On the other hand, if \(\phi _j(s) = \frac{1}{2}s^2\), \(\sqrt{{\max _i\left \varOmega _i\right }} < m\) and \(\eta _t < \frac{1}{\lambda }\) hold, then there exists a different constant \(C'\) dependent only on c and satisfying
The first lemma states that there exists an ordering of the pairs of coordinates \((i,\,j)\)s that recovers the solution produced by DSO.
Lemma 1
On the inner iterations of the tth epoch of Algorithm 1, let us index all \((i,\,j)\in \varOmega \) as \(\left( i_{k}, j_{k}\right) \) by \(k=1,{\ldots },\varOmega \) as follows: \(a<b\) if updates to \(\left( w_{j_{a}}, \alpha _{i_{a}}\right) \) were performed before updating \(\left( w_{j_{b}}, \alpha _{i_{b}}\right) \). On the other hand, if \(\left( w_{j_{a}}, \alpha _{i_{a}}\right) \) and \(\left( w_{j_{b}}, \alpha _{i_{b}}\right) \) were updated at the same time because we have p processors simultaneously updating the parameters, then the updates are ordered according to the rank of the processor performing the update^{Footnote 1}. Then, denote the parameter values after k updates by \(\left( \mathbf {w}_{k}^{t}, \varvec{\alpha }_{k}^{t}\right) \). For all k and t we have
where
Proof
Let q be the processor which performed the kth update in the \(\left( t+1\right) \)st epoch. Moreover, let \(\left( k\delta \right) \) be the most recent previous update done by processor q. There exists \(1 \le \delta ',\delta '' \le \delta \) such that \(\left( \mathbf {w}^t_{k\delta '}, \varvec{\alpha }^t_{k\delta ''}\right) \) be the parameter values read by the qth processor to the perform kth update. Because of our data partitioning scheme, only q can change the value of the \(i_k\)th component of \(\varvec{\alpha }\) and the \(j_k\)th component of \(\mathbf {w}\). Therefore, we have
Since \(f_k\) is invariant to changes in any coordinate other than \(\left( i_k,j_k\right) \), we have
The claim holds because we can write the kth update formula as
\(\square \)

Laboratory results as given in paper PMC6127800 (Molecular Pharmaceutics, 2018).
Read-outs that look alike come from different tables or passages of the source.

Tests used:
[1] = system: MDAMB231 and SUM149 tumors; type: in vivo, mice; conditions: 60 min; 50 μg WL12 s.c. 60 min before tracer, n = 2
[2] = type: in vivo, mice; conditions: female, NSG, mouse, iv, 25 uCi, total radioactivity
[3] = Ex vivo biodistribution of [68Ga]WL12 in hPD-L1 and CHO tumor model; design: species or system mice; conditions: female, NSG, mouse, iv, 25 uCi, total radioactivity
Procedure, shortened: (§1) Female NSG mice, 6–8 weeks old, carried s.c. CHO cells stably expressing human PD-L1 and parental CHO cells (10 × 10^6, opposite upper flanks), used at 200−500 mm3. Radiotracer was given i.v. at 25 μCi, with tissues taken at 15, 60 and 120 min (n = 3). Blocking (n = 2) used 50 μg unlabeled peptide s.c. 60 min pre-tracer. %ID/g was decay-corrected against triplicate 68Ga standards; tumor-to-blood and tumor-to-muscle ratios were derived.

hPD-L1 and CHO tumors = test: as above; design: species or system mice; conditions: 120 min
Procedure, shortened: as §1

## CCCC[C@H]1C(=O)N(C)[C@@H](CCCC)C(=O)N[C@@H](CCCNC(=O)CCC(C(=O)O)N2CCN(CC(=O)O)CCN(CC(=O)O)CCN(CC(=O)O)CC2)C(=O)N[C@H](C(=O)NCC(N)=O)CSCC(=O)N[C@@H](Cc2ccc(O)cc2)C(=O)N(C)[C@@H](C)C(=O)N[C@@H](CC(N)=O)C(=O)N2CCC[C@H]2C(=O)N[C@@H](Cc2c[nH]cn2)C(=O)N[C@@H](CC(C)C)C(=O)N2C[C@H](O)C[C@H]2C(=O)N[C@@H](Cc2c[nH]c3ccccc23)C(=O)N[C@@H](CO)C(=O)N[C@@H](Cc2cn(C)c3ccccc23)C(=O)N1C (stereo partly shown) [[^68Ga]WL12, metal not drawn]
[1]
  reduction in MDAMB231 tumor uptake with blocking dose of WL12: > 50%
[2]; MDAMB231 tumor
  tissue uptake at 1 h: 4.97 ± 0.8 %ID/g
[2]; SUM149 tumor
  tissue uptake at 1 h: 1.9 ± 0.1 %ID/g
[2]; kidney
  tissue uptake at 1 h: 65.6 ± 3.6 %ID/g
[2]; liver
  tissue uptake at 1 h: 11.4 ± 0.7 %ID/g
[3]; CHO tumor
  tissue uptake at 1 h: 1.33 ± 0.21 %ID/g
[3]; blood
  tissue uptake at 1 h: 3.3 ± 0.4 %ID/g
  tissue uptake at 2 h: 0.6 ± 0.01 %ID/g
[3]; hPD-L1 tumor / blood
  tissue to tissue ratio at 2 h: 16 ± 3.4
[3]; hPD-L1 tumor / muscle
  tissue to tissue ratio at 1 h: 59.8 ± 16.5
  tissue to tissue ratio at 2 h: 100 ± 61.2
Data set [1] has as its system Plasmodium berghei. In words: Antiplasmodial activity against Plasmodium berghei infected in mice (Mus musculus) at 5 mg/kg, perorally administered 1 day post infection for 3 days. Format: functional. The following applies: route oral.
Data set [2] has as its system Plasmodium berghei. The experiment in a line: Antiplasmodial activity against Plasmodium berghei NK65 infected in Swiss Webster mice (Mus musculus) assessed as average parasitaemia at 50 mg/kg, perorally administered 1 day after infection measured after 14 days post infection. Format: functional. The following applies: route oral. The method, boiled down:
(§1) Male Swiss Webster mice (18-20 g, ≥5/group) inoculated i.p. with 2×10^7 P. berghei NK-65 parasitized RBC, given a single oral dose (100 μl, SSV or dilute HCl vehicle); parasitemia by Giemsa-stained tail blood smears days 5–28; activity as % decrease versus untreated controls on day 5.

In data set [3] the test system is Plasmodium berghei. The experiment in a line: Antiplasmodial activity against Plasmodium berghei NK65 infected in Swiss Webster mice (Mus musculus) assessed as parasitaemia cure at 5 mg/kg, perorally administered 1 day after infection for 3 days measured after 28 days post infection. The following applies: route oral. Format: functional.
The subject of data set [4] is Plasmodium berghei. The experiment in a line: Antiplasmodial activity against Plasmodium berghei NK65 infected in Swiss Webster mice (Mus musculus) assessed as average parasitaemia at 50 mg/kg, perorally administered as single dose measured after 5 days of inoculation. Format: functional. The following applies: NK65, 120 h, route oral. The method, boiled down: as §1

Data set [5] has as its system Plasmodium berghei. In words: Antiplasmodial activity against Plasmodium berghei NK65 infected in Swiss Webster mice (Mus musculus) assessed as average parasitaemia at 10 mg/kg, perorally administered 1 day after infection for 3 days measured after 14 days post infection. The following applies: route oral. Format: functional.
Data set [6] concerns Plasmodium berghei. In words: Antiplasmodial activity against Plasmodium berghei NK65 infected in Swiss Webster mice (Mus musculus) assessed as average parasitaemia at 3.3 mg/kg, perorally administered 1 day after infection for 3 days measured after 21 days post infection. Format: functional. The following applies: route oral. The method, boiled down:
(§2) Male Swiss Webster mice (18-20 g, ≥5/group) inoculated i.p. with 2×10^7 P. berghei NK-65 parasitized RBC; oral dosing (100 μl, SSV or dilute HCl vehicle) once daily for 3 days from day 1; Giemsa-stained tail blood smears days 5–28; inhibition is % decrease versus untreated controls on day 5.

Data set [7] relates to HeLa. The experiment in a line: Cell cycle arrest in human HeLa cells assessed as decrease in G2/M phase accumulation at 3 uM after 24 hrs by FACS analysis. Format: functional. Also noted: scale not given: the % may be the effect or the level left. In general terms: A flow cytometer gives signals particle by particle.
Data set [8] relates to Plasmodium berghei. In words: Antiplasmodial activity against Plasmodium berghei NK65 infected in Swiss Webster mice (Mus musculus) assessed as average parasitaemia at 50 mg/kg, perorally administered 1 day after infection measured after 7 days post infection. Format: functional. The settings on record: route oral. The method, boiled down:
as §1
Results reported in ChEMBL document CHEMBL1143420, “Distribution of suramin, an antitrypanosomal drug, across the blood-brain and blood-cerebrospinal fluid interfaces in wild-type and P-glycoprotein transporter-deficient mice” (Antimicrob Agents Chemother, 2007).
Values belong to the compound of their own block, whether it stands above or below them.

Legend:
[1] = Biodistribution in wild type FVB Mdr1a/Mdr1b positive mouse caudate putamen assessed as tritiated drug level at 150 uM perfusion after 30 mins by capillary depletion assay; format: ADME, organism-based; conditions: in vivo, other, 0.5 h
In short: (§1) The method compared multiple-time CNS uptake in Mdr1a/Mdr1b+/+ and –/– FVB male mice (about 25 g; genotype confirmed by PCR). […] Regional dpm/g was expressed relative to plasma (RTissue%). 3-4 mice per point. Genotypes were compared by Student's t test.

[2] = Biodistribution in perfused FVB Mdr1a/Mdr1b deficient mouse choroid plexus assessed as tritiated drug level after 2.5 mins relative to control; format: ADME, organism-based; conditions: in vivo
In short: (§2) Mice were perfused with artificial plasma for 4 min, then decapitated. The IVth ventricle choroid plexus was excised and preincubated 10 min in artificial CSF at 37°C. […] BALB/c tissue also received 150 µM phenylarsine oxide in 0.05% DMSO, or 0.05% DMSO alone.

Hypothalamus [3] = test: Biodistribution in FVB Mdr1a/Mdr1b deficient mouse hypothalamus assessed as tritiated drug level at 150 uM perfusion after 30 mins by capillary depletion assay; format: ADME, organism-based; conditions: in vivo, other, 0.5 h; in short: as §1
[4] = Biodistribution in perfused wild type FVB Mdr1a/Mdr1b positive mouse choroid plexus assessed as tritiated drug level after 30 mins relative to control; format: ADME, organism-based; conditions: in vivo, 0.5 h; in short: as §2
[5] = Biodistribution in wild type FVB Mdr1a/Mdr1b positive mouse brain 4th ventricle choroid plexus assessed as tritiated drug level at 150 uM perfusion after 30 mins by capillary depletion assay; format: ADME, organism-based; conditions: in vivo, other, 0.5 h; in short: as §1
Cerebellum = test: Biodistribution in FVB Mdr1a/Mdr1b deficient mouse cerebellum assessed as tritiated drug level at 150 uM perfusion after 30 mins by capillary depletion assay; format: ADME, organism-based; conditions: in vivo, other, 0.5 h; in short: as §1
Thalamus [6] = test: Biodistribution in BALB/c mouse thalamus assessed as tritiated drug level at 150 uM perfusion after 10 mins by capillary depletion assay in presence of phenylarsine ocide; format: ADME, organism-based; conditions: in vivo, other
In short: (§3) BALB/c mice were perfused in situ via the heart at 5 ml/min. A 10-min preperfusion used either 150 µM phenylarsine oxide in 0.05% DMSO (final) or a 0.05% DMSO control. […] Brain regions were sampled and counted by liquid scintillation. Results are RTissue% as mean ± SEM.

Next, we prove the following technical lemma that shows a sufficient condition to establish a global convergence of general iterative algorithms on general convexconcave functions. Note that it is closely related to wellknown results on convex functions ( e.g., Theorem 3.2.2 in [20], Lemma 14.1. in [24] ).
Lemma 2
Suppose there exists \(D>0\) and \(C>0\) such that for all \(\left( \mathbf {w}, \varvec{\alpha }\right) \) and \(\left( \mathbf {w}', \varvec{\alpha }'\right) \) we have \(\left\ \mathbf {w} \mathbf {w}'\right\ ^{2} + \left\ \varvec{\alpha } \varvec{\alpha }'\right\ ^{2} \le D\), and for all \(t = 1,{\ldots }, T\) and all \(\left( \mathbf {w},\varvec{\alpha }\right) \) we have
then setting \(\eta _{t} = \sqrt{\frac{D}{2Ct}}\) ensures that
Proof
Rearrange (15) and divide by \(\eta _{t}\) to obtain
Summing the above for \(t=1,{\ldots }, T\) yields
On the other hand, thanks to convexity in \(\mathbf {w}\) and concavity in \(\varvec{\alpha }\), we see
Using them for (17) and letting \(\eta _{t} = \sqrt{\frac{D}{2Ct}}\) leads to the following inequalities
The claim in (16) follows by using \(\sum _{t=1}^{T} \frac{1}{\sqrt{2t}} \le \sqrt{2T}\). \(\square \)
In order to derive (9), C of (15) has to be the order of d. In case of \(L_2\)regularizer, it has to be dependent only on c to obtain (10). The last lemma validates them. The proof is technical, and related to techniques outlined in Nedić and Bertsekas [18]. See Appendix for the proof.
Lemma 3
Under the assumptions outlined in Theorem 1, (13) and (14), (15) is satisfied with C of the form of \(C=C_1 d\). It does with \(C=C_2\) in case of \(L_2\)regularizer. Here \(C_1\) and \(C_2\) are dependent only on c.
The proof of Theorem 1 can be shown in a very simple form given those 3 lemmas.
Proof